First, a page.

Winter Storm Safety
Winter Preparedness Steps to Take Before the Storm
Protecting Your Family and Home
As the winter storm season fast approaches, it is important for Canton residents to review family emergency plans and prepare your home for the potential loss of power and heat, advises Fire Chief Charlie Doody. Canton residents can still call Fire Prevention at 781-575-6654 to schedule a free safety inspection and receive a free Home Emergency Kit for a family of four and/or have Carbon Monoxide detectors installed at no charge. Below are some preparedness instructions from the Massachusetts Emergency Management Agency:
- Understand the winter terminology used by weather forecasters:
- Winter Storm Watch - Be alert, a storm is likely.
- Winter Storm Warning - Take action, the storm is in or entering the area.
- Blizzard Warning - Snow and strong winds combined will produce blinding snow, near zero visibility, deep drifts, and life-threatening wind chill. Seek refuge immediately.
- Winter Weather Advisory - Winter weather conditions are expected to cause significant inconveniences and may be hazardous, especially to motorists.
- Frost/Freeze Warning - Below freezing temperatures are expected and may cause damage to plants, crops or fruit trees.
- Ensure your Winter Emergency Supply Kit is stocked with supplies to enable you to survive on your own for at least three to five days. There should be a first-aid kit, essential prescription medicines, non-perishable foods (those that require no refrigeration such as canned goods, dried fruits and nuts), a manual can opener, water (one gallon per person, per day), flashlights and extra batteries along with a portable radio or NOAA Weather Radio, baby-care or pet supplies items, extra blankets, sleeping bags and a fire extinguisher.
- Ensure that your Winter Emergency Car Kit is well stocked to keep you and your vehicle safe.
- If a storm is coming that may bring power outages, fully charge your cell phone, laptop, and any other devices in advance of a power outage.
- Do not call 911 to report your power outage or to ask for information, use 911 only for emergencies. Contact your utility company to report the outage and get restoration information. Call 211 with other winter-related issues.
- Have sufficient heating fuel, as regular sources may be cut off. Have the option of emergency heating equipment and fuel (a gas fireplace, wood burning stove or fireplace) so you can safely keep at least one room livable. Be sure the room is well ventilated.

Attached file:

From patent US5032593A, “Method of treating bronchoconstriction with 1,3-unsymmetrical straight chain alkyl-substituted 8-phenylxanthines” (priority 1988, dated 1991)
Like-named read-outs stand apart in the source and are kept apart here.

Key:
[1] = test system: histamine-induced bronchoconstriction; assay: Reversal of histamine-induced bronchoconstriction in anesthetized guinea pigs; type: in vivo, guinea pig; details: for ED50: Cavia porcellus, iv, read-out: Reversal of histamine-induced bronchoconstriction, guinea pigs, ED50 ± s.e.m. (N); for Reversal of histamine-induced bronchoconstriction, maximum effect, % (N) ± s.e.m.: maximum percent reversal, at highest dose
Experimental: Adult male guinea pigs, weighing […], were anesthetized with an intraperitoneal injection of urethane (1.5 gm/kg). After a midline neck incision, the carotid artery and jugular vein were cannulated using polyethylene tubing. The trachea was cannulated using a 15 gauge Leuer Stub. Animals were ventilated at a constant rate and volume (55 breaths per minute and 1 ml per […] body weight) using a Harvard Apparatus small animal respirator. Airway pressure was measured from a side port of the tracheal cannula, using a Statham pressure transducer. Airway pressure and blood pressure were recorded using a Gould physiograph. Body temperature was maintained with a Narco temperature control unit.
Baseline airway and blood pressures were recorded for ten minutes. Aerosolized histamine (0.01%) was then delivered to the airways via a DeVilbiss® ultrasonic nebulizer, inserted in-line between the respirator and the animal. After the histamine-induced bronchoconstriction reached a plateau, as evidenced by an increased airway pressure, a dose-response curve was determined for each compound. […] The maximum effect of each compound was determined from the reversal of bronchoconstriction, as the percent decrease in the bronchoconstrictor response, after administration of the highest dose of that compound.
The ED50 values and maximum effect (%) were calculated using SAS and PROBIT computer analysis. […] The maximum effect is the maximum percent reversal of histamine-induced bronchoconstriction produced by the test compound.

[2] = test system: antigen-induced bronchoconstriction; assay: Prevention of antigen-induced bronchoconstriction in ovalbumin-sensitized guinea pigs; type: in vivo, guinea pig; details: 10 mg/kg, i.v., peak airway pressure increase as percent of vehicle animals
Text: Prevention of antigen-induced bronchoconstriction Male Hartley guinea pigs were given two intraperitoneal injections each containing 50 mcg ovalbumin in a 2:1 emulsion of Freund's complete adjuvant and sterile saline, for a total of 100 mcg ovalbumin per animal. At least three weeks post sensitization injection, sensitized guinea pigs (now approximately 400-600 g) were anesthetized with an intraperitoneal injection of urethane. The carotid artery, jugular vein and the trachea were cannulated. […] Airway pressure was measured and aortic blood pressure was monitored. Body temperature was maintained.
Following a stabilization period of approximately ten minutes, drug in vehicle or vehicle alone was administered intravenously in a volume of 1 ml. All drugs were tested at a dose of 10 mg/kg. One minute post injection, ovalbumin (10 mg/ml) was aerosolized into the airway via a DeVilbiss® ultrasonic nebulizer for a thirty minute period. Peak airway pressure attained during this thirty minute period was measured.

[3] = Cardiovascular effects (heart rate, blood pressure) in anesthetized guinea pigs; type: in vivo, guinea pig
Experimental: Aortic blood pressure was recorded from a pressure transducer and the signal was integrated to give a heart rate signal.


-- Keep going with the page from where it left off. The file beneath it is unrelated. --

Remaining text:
- Know how to safely shut off gas, electric power and water valves.
- If your water supply could be affected by a power outage (a well-water pump system), be prepared to fill your bathtub and spare containers with water. Water in the bathtub should be used for sanitation purposes only, not as drinking water. Pouring a pail of water from the tub directly into the bowl can flush a toilet.
- If pipes freeze, remove insulation, completely open all faucets and pour hot water over the pipes, starting where they are most exposed to the cold. A hand-held hair dryer, used with caution, also works well.
- If electric power is lost, do not open the refrigerator or freezer door. Food can stay cold in a full refrigerator for up to 24 hours and in a well-packed freezer for 48 hours (24 hours if it is half-packed). If you have medication that requires refrigeration, check with your pharmacist for guidance on proper storage during an extended outage.
- Review the process for manually operating your electric garage door.
- Be a Good Neighbor. Check in on friends, family, and neighbors, particularly those most susceptible to extreme temperatures and power outages such as seniors and those with access and functional needs.
- Consider purchasing a solar-powered or hand crank charger. If you own a car, purchase a car phone charger to enable you to charge your phone if you lose power at your home.
- Download the free ping4alert! app to your Smartphone to receive important weather alerts and messages from MEMA. Easy instructions are available online.
- Trim dead tree branches and limbs close to your home. Ice, snow and wind can combine to snap limbs that can take down power lines or damage your home.
- Clean gutters. Melting snow and ice can build up if gutters are clogged with debris. When thawing begins, the water can back up under your roof and eaves causing damage to walls and ceilings.
- Check your homeowner's insurance policy to ensure adequate coverage.
- Ensure that your Smoke and Carbon Monoxide (CO) detectors are working correctly and have fresh batteries. Check your outside fuel exhaust vents, making sure that they are not obstructed by snow or ice. Never use cooking equipment intended for outside use indoors as a heat source or cooking device.
- Have your chimney flue checked for any buildup of creosote and cleaned if necessary to lessen the risk of fire.